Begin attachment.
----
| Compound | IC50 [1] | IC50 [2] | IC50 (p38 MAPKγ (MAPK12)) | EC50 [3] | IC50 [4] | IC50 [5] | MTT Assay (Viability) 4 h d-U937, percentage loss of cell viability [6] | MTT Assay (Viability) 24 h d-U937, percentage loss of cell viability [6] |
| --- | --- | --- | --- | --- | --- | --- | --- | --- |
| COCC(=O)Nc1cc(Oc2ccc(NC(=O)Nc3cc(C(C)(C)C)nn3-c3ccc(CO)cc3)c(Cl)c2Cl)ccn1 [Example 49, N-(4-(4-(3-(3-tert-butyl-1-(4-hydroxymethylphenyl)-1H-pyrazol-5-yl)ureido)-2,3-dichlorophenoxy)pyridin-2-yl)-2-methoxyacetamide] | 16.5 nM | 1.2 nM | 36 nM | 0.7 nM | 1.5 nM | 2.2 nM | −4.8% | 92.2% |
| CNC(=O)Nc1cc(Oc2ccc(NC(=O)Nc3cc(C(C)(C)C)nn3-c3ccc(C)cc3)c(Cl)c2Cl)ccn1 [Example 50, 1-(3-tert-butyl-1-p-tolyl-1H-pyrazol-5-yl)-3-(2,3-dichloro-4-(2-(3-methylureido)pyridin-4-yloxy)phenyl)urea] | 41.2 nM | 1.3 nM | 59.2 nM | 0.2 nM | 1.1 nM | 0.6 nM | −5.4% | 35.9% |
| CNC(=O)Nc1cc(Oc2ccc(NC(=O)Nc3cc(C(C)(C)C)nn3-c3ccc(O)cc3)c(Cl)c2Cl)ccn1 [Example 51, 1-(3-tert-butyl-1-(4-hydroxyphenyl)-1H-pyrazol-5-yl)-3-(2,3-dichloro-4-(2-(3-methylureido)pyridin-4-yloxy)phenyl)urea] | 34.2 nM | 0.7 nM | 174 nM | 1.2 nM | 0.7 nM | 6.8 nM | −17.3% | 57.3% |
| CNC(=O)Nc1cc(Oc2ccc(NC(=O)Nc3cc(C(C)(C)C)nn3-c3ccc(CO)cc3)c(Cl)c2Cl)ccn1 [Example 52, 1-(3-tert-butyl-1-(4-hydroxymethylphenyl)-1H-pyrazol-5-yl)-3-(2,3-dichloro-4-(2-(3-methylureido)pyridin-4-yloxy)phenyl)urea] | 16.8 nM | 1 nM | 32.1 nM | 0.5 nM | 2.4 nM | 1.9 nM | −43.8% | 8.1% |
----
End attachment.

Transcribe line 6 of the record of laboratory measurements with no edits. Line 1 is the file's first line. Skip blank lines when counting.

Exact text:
| CNC(=O)Nc1cc(Oc2ccc(NC(=O)Nc3cc(C(C)(C)C)nn3-c3ccc(CO)cc3)c(Cl)c2Cl)ccn1 [Example 52, 1-(3-tert-butyl-1-(4-hydroxymethylphenyl)-1H-pyrazol-5-yl)-3-(2,3-dichloro-4-(2-(3-methylureido)pyridin-4-yloxy)phenyl)urea] | 16.8 nM | 1 nM | 32.1 nM | 0.5 nM | 2.4 nM | 1.9 nM | −43.8% | 8.1% |